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Hello. It sounds like you have done your homework and after very prepared. I also am scheduled for surgery, Septum Myectomy in July. My Insurance took forever to approve the surgery at Mayo and was out of my HMO. Approval came on Wednesday, two days after restrictions went into place due to COVID-19. I am now trying to get ready for these trip. I have found so many great tips on this site. I really am so grateful for all who have taken their experience and help others as we take this difficult and scary journey ahead of us. I heard that there are homes that you can rent near Mayo's for patients and their families. Has anyone taken that option instead of going to a hotel? I also was also told that the Hotels will give Mayo Clinic patients' discounts if you let them know. Has anyone any advice or knowledge of either of these options for housing? Thanks in advance.

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@angiev18

Hello. It sounds like you have done your homework and after very prepared. I also am scheduled for surgery, Septum Myectomy in July. My Insurance took forever to approve the surgery at Mayo and was out of my HMO. Approval came on Wednesday, two days after restrictions went into place due to COVID-19. I am now trying to get ready for these trip. I have found so many great tips on this site. I really am so grateful for all who have taken their experience and help others as we take this difficult and scary journey ahead of us. I heard that there are homes that you can rent near Mayo's for patients and their families. Has anyone taken that option instead of going to a hotel? I also was also told that the Hotels will give Mayo Clinic patients' discounts if you let them know. Has anyone any advice or knowledge of either of these options for housing? Thanks in advance.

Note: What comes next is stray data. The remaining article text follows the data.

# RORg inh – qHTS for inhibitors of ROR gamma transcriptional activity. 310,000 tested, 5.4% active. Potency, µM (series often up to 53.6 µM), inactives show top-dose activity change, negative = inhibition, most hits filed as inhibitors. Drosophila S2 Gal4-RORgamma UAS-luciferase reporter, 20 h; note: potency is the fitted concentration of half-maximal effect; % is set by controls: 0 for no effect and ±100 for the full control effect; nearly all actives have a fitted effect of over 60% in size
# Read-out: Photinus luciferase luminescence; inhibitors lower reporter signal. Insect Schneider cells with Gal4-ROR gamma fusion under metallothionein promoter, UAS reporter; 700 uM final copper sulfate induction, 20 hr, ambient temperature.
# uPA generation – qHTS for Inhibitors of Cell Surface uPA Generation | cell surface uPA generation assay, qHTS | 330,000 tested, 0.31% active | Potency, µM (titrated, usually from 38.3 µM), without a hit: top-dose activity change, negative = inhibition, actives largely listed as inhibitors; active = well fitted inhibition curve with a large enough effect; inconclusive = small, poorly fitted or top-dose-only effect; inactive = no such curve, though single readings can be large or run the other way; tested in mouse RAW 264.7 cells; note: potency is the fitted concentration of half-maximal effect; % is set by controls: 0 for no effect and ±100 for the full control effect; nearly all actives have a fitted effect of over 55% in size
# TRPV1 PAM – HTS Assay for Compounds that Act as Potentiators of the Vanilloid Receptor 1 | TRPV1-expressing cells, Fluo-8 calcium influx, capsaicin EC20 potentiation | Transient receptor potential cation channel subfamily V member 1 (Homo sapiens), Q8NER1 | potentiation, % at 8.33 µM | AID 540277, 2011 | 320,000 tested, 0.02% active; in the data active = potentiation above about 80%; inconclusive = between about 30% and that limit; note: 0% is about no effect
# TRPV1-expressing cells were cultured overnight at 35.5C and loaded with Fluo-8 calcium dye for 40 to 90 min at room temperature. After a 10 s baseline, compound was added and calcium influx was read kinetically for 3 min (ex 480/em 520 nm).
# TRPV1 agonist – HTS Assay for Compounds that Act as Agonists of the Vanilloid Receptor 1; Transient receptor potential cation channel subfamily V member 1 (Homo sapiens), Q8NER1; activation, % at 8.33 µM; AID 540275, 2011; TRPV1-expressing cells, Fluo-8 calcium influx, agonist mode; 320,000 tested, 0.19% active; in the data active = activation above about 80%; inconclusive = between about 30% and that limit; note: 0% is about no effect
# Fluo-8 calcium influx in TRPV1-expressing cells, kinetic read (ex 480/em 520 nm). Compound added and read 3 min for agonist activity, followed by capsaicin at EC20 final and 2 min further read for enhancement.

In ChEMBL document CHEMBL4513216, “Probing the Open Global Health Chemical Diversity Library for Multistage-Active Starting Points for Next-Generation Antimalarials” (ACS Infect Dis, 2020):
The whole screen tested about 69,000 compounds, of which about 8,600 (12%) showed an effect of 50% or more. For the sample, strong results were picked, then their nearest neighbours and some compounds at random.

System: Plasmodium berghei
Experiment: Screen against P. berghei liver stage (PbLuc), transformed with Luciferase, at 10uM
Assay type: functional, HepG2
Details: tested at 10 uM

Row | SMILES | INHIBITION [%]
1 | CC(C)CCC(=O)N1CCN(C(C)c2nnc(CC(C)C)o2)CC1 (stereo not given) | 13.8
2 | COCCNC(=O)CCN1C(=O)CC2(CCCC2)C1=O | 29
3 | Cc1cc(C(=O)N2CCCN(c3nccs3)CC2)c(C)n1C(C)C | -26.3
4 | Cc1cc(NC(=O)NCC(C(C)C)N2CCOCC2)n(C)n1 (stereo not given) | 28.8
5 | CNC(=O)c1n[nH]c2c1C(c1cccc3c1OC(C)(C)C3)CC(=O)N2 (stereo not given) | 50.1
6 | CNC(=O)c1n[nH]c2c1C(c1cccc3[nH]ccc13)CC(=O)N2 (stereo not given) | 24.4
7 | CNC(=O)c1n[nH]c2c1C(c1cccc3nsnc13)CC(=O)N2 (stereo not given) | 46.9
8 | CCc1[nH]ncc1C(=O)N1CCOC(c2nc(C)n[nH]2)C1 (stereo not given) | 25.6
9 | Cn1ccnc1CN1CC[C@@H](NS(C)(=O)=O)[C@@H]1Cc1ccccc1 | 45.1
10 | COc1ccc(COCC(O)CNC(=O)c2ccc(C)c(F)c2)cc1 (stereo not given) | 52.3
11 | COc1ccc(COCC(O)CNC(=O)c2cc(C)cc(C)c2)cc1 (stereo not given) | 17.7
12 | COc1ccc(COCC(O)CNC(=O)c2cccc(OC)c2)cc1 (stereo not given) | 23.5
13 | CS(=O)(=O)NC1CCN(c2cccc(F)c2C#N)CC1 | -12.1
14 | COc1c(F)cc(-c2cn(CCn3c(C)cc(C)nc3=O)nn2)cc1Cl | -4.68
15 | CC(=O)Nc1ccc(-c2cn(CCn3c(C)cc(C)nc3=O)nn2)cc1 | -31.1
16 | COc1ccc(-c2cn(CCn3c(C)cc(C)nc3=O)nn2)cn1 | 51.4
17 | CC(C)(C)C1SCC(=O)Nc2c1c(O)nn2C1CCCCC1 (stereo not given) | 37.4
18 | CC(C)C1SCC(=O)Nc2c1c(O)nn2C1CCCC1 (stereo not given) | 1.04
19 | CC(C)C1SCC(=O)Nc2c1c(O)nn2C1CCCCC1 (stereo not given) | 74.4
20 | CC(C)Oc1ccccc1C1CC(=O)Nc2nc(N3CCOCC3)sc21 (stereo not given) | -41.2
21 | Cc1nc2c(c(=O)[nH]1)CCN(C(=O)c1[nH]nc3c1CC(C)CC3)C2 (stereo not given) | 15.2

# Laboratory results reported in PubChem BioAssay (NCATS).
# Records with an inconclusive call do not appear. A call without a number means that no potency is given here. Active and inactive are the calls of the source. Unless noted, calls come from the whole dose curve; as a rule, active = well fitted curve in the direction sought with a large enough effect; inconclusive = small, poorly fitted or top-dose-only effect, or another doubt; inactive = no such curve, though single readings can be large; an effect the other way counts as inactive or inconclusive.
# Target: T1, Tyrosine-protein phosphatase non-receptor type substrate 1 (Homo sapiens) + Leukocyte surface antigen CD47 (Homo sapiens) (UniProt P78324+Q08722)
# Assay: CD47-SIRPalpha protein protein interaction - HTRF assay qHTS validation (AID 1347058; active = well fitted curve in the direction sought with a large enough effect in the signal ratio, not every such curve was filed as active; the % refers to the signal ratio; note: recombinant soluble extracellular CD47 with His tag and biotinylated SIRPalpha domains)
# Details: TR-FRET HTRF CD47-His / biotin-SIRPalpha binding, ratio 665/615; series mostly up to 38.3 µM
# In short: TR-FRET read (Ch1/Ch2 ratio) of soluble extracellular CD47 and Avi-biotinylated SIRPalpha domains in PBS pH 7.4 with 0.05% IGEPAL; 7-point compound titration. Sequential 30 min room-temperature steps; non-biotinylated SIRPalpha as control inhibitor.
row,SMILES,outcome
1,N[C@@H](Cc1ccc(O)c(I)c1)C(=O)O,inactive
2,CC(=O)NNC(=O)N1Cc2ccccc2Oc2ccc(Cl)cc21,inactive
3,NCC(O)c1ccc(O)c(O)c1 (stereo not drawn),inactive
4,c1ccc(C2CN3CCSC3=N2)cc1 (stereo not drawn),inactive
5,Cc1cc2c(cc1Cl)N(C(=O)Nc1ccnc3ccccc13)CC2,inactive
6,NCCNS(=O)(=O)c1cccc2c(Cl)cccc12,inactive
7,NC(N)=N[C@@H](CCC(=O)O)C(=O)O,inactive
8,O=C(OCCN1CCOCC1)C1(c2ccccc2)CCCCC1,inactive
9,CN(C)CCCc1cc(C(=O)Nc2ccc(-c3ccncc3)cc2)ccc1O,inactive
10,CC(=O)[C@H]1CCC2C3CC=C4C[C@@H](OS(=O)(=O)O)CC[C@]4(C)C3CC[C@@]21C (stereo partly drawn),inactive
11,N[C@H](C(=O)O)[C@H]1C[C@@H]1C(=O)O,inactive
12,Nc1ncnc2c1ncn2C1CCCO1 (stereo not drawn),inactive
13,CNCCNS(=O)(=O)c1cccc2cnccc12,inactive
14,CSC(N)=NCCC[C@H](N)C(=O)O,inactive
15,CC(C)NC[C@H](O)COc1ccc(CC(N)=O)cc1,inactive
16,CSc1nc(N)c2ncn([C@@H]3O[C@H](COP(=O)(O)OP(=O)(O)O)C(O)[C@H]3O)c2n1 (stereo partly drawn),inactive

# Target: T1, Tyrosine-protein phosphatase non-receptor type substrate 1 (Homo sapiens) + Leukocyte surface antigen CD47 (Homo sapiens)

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Hi @angiev18, I am happy to hear that your surgery was finally approved and that you are preparing for the trip. I have added a link below to one of the discussions on Connect about tips for traveling safely during Covid-19. I think it would benefit you greatly to read some of the members solutions and possibly pose your own questions.
https://connect.mayoclinic.org/discussion/your-tips-traveling-and-getting-medical-care-safely-during-covid-19/

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@amandaburnett

Hi @angiev18, I am happy to hear that your surgery was finally approved and that you are preparing for the trip. I have added a link below to one of the discussions on Connect about tips for traveling safely during Covid-19. I think it would benefit you greatly to read some of the members solutions and possibly pose your own questions.
https://connect.mayoclinic.org/discussion/your-tips-traveling-and-getting-medical-care-safely-during-covid-19/

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Thank you.

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Hello fellow HOCM folks. It's been six weeks since my surgery at St.Mary's in Rochester. First, I survived! Second I made it home safe. All the things that happened in between were either unexpected (like seeing 'stars' after surgery for weeks) or expected (like the pain)